We've already looked at some of the best full frame DSLRs available this year, and now it's time to turn our attention to some very capable cameras, but with slightly smaller sensors. Here Gizmag compares the key specs and features of some of the best mid-range and enthusiast DSLRs with APS-C sensors.
While there are numerous DSLRs which fall in the mid-range and enthusiast category, we've chosen to focus on six which have impressed us. We've also limited ourselves to those with APS-C sensors, though a couple of the full frame DSLRs we recently compared could also be described as enthusiast-focused.
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The cameras we'll be looking at are:
On a point of technicality, it's worth noting that the Sony A77 II isn't a true DSLR, but a DSLR-like camera. It looks and acts like a DSLR, but uses a fixed translucent mirror rather than the traditional moving sort.
If these cameras are a bit beyond your budget, or you are looking for your first DSLR, you might want to keep an eye out for our upcoming guide to entry-level DSLRs. If you're after something more compact, we've also got a comparison of the best mirrorless cameras coming up.
If you're looking for a mid-range or enthusiast-focused DSLR, you need to brace yourself for the fact it's going to be bigger than entry-level models, or comparably specified mirrorless shooters.
All of the cameras in our selection have roughly the same dimensions, and take a tried-and-tested form which many photographers would argue offers good ergonomics. That said the Nikon D5500 is noticeably the smallest, while the higher-end 7D II is that bit bigger than the rest.
In addition to being bigger than their mirrorless or compact rivals, these DSLRs are also generally heavier, and by wide enough a margin for you to feel it in your neck or shoulder when carrying it around. The weights given here are with battery and a memory card, but without a lens mounted.
The most neck-friendly shooter here is the Nikon D5500, while the Canon 7D II sits at the other end of the weight spectrum weighing almost double. The others are so close in weight you'd struggle to tell the difference in a blind test.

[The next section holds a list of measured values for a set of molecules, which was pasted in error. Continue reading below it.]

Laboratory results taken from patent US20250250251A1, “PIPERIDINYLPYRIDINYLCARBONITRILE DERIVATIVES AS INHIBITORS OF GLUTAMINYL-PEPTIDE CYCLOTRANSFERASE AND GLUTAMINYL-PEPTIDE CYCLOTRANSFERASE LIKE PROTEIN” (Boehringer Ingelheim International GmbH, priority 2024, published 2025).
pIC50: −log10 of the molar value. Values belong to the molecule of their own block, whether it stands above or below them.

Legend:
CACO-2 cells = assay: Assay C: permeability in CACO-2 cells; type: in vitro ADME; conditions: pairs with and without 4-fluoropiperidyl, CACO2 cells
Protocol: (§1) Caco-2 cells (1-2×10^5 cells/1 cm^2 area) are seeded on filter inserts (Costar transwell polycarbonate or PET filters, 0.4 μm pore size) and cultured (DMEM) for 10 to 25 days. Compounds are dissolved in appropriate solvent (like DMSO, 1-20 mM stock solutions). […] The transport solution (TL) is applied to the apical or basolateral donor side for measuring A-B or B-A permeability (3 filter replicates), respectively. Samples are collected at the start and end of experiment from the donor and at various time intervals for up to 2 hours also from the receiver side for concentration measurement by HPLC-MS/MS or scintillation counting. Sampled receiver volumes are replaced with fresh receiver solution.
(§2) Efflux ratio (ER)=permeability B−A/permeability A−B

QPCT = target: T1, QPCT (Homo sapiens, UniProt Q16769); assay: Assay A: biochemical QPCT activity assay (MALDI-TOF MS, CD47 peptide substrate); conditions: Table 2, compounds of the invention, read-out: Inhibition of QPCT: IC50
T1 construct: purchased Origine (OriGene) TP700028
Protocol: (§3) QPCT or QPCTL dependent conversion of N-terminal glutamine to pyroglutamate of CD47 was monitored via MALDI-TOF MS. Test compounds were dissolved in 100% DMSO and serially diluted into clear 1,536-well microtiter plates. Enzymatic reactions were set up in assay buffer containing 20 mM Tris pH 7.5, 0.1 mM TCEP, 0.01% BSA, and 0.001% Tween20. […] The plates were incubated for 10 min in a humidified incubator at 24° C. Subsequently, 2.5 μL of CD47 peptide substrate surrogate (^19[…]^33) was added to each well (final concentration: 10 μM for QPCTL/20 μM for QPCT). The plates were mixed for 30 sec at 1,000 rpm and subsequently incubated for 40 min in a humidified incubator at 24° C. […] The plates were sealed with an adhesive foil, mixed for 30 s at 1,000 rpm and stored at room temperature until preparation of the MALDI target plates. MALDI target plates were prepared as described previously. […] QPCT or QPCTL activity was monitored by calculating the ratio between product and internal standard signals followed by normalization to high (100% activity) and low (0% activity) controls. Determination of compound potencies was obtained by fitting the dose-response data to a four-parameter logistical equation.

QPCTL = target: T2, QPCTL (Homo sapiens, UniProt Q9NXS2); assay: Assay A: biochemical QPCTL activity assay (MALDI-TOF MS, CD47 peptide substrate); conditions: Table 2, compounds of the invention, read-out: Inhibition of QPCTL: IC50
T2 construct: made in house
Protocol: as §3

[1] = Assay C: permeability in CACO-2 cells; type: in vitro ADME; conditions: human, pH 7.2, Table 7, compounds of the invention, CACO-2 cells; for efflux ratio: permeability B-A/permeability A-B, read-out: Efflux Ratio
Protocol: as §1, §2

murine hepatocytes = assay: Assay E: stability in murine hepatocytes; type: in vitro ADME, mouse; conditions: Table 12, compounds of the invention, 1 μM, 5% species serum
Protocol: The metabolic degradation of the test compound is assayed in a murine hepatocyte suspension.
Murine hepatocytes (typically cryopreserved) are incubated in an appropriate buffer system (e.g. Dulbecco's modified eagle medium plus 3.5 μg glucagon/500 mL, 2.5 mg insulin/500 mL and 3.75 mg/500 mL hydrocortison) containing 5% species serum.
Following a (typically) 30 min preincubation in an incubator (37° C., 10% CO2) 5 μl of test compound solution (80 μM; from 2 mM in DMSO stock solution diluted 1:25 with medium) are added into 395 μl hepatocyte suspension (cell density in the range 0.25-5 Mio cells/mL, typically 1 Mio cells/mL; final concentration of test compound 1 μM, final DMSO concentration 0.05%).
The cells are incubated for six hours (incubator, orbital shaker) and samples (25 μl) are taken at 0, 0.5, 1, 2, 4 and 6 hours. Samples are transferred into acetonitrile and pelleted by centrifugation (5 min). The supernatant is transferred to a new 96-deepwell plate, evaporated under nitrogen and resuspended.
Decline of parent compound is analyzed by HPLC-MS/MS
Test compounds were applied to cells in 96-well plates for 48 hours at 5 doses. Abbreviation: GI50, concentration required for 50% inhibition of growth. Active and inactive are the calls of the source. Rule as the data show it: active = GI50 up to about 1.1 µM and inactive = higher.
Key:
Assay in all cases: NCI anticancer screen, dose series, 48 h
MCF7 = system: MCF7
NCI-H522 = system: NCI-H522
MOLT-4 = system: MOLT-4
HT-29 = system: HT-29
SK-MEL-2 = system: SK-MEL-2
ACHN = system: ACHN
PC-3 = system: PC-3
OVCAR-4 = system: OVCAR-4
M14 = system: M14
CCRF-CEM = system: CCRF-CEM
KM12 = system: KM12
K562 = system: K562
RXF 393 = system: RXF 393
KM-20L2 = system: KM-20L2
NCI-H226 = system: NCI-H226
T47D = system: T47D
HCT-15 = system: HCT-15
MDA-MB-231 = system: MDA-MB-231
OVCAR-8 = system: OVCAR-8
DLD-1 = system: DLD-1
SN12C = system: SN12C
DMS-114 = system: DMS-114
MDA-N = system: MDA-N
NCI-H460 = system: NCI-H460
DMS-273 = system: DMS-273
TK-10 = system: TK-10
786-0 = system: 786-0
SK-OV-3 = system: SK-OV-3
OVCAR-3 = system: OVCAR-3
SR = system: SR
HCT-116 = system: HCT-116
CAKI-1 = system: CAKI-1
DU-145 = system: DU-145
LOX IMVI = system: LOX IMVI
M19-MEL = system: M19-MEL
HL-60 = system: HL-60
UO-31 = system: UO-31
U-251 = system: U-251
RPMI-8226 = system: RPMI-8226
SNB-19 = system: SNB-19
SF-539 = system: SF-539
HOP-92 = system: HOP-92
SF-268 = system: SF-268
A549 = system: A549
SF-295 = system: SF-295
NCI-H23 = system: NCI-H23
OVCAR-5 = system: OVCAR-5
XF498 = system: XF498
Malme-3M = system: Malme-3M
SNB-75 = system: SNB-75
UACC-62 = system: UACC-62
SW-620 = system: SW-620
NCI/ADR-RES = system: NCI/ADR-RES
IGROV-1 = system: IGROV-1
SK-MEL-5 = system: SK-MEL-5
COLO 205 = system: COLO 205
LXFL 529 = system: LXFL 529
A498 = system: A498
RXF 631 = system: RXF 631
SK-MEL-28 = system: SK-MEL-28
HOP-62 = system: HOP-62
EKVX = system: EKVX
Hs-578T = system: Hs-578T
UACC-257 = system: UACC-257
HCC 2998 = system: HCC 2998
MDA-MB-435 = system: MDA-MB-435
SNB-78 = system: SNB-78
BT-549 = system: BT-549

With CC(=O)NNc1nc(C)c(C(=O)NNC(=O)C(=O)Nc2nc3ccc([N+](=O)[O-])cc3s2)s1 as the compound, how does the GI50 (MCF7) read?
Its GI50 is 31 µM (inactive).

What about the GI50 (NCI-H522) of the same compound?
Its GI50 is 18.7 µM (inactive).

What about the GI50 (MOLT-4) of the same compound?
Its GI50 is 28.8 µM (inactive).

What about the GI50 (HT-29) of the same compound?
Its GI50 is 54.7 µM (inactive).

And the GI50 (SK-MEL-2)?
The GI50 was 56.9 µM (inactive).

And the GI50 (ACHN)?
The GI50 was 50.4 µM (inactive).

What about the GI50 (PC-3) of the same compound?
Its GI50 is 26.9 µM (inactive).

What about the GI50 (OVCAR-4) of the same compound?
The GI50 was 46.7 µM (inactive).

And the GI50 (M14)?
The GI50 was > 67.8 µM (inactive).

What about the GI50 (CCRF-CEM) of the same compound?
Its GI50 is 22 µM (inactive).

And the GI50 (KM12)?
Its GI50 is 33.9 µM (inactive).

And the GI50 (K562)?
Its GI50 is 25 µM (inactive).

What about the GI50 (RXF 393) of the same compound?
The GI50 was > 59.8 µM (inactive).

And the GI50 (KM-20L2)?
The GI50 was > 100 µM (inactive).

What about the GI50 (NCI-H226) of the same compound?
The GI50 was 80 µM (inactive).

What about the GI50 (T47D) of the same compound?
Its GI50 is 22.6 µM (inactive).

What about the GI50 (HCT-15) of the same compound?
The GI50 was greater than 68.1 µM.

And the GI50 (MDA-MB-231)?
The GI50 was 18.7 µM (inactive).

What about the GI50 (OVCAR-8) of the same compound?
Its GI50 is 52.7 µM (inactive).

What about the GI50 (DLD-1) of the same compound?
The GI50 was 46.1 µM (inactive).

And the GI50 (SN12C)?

When looking at the build quality of these cameras, you can begin to see why they vary in weight. Yes, that Nikon D5500 is lighter than the others, but that's because it's the only camera in our lineup not to feature metal construction, though it does at least employ a carbon fiber reinforced plastic body.
The higher-end cameras like the Pentax K-3 II, Nikon D7200 and Canon 7D II, feature more magnesium alloy in their sturdy construction, and also benefit from better weather sealing meaning you don't have to worry about shooting in the rain.
We're looking at APS-C CMOS sensors across the board here, with only slight differences of a millimeter here and there between them. As such, this physical variation isn't going to make any real difference in terms of image quality.
If you think a crop sensor isn't going to cut it for you, then you might want to head on over to our 2015 Full Frame DSLR Comparison Guide. There the Canon EOS 6D and Nikon D750 are waiting to fulfil the desires of full frame sensor craving enthusiasts.
There's not much difference in the megapixel count of these DSLRs, with them all coming in between 20.2 and 24.3-megapixels. At the moment this resolution is going to offer plenty detail for the majority of users, though when 250 megapixels are the norm we'll no doubt wonder how anyone was ever pleased with this level of detail.
The Pentax K-3 II also has a resolution-based trick up its sleeve with a feature called Pixel Shift Resolution. This mode, which impressed when we reviewed the camera, takes a series of images which are then combined to produce one with better detail and definition.